Definition of a Golf Club
Section 2 of the USGA Handicap System™ defines a golf club as follows:
A "golf club" is an organization of at least ten individual members that operates under bylaws with committees (including a Handicap Committee) to supervise golf activities, provide peer review, and maintain the integrity of the USGA Handicap System (see Compliance Checklist, Section 8-2m; Decision 2/7). A golf club must be licensed by the USGA® to utilize the USGA Handicap System. A club can obtain a license agreement directly from the USGA or through its membership in an authorized golf association that is already licensed by the USGA and that has jurisdiction in the geographic area that includes the principal location of the golf club.
Each golf club must determine its type. A golf club is one of three (3) types:
- It is located at a single specific golf course with a valid USGA Course RatingT and USGA Slope Rating® where a majority of the club's events are played and the club's scoring records reside; or
- Its members are affiliated or known to one another via a business, fraternal, ethnic or social organization. The majority of the club members had an affiliation prior to organizing the club; or
- The members had no prior affiliation and a majority of the recruiting and sign-up of the membership is done by solicitation to the general public (e.g., Internet, newspaper).
Decision 2/7. Clarification of Compliance/License Issues for Golf Club Categories Described in the Golf Club Definition
"Principal Location" (applies to types 2 and 3 only)
The principal location of a golf club shall be the physical address in the city or town which the club first identified in its application for a license to utilize the USGA Handicap SystemT. So long as the golf club is in existence, the principal location shall not be changed without the prior written consent of the authorized golf association of which the golf club is a member, or if the club is not a member of a golf association, of the USGA®. Members of a golf club who are issued a Handicap Index® must be from a small defined geographic area, i.e., the residence or business address of each member of the golf club must generally be within approximately a 50 mile radius of the principal location of the golf club.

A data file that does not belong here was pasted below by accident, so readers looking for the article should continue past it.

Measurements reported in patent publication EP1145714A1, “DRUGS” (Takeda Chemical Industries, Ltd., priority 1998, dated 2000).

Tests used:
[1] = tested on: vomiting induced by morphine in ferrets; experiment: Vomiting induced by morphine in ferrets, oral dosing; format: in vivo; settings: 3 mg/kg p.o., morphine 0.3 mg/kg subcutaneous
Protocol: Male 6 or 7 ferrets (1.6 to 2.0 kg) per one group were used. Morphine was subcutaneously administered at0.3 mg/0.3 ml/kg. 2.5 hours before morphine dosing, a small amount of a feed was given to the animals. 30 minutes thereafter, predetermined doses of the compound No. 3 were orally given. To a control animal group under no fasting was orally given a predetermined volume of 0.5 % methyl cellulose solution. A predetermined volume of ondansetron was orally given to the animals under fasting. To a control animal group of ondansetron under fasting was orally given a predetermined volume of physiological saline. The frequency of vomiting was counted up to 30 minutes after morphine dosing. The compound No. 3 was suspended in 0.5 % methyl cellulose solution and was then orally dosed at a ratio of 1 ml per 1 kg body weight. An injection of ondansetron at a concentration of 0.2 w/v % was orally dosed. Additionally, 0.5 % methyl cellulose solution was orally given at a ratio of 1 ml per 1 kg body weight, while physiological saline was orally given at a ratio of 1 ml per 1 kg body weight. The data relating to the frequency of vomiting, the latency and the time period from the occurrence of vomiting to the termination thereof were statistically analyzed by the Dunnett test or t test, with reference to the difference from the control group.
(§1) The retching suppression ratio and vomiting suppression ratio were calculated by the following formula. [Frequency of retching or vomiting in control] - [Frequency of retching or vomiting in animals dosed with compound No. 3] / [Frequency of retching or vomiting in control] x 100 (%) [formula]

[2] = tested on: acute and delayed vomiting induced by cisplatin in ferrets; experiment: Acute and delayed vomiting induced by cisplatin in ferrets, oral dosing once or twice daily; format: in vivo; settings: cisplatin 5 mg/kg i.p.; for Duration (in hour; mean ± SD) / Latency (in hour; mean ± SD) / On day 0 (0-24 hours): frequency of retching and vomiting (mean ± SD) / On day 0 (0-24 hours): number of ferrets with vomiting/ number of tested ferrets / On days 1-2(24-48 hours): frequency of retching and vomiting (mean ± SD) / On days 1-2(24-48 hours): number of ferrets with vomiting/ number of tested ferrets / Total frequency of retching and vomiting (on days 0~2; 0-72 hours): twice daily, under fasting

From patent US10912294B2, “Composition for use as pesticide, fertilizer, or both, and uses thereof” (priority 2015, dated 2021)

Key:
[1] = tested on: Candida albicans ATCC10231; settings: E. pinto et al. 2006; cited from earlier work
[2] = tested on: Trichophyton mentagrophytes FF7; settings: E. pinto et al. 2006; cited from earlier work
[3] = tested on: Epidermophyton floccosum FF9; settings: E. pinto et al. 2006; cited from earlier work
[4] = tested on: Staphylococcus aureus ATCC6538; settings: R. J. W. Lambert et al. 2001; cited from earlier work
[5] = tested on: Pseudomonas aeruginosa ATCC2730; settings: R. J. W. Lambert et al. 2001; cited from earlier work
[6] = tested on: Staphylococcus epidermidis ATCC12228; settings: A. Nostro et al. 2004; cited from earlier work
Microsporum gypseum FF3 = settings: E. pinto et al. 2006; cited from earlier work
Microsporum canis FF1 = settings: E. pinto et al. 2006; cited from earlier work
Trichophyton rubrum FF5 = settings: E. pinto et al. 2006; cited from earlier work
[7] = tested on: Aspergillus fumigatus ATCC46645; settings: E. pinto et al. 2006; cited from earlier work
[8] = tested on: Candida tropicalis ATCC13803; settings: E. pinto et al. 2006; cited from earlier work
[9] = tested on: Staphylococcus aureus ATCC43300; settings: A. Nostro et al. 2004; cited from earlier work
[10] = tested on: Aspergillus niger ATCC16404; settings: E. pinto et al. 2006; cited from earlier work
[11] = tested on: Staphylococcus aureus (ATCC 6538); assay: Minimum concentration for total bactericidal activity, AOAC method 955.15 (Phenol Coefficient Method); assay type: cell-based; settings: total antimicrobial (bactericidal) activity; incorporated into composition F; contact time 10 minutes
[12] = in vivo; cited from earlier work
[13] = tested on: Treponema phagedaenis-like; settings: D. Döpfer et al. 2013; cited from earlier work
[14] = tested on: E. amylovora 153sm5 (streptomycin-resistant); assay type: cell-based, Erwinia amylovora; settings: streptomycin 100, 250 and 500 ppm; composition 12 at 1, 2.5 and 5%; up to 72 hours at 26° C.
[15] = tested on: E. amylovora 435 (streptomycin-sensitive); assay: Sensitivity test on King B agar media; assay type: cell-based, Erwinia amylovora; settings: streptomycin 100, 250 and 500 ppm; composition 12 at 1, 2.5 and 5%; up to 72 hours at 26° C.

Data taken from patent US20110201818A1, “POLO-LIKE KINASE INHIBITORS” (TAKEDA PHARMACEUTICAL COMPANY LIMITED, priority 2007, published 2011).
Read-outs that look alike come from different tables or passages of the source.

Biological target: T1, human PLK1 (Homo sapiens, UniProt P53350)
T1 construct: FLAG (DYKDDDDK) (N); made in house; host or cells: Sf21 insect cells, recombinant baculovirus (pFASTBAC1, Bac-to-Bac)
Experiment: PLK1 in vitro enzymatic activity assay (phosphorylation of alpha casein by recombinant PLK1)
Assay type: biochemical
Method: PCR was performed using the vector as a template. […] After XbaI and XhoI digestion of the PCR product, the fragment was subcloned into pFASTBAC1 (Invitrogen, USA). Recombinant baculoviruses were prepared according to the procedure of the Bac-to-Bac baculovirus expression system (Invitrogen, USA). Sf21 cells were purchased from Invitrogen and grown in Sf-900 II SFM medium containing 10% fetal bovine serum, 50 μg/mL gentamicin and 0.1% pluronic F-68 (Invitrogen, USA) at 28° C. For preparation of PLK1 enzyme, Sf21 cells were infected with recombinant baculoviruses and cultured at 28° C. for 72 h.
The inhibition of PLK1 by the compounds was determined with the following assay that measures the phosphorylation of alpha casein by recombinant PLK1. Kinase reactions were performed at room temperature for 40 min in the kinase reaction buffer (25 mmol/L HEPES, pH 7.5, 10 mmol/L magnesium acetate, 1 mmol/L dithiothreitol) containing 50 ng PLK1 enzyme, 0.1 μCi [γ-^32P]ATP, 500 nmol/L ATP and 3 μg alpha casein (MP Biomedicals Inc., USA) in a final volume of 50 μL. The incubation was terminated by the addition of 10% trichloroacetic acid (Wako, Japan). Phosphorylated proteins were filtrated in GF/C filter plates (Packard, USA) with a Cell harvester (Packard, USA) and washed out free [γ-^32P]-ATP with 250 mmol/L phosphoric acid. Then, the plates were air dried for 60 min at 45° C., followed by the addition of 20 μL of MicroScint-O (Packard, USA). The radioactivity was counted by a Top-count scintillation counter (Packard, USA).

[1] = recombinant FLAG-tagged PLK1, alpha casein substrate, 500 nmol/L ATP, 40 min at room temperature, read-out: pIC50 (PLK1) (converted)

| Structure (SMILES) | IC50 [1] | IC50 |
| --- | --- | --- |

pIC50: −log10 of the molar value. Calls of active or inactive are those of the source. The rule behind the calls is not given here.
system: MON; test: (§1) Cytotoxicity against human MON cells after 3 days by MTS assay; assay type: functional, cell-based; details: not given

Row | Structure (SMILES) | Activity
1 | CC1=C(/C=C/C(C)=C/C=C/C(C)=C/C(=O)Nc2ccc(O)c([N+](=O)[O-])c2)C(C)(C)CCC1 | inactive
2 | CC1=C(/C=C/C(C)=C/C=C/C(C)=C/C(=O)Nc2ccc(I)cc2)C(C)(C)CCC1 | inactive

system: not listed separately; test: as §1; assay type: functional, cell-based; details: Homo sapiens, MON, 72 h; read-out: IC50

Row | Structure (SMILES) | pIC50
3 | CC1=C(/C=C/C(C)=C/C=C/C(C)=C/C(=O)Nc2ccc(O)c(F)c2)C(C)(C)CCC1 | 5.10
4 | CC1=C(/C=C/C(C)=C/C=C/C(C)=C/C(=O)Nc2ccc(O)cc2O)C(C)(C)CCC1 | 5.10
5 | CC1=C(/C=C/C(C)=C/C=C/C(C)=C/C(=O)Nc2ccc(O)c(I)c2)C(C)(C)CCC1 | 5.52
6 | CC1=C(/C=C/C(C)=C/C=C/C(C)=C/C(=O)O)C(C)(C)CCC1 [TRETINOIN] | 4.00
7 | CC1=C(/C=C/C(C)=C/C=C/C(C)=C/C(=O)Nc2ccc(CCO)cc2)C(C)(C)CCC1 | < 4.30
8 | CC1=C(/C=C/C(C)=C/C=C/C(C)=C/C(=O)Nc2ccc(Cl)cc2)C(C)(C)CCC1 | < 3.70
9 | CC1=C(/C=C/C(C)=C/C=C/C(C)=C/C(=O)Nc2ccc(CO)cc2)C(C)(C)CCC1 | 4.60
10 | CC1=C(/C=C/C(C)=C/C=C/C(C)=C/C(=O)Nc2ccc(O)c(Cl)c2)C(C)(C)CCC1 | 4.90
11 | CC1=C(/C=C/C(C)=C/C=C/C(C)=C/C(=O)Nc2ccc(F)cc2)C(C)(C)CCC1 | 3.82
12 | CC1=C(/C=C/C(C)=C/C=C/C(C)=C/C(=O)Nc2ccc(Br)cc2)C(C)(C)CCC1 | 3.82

"Identification" (applies to type 3 only)
Each individual must provide proof of identification and residence to the golf club in order to be a member of the Club.
"Playing Requirements and Club Size" (applies to type 3 only)
The USGA will consider the playing requirement met if each member returns at least three scores played with other club members during the season, and at least one of those rounds is played in a club sponsored event. Anyone not meeting this minimum requirement should be dropped from the handicap rolls.
A golf club's size is limited: If membership in a club exceeds the number of available tee times offered in club sponsored events, the playing requirements cannot be met. For example, if a club has 200 members and conducts only eight organized events with a maximum of 15 players each, not all members will have played in a club sponsored event.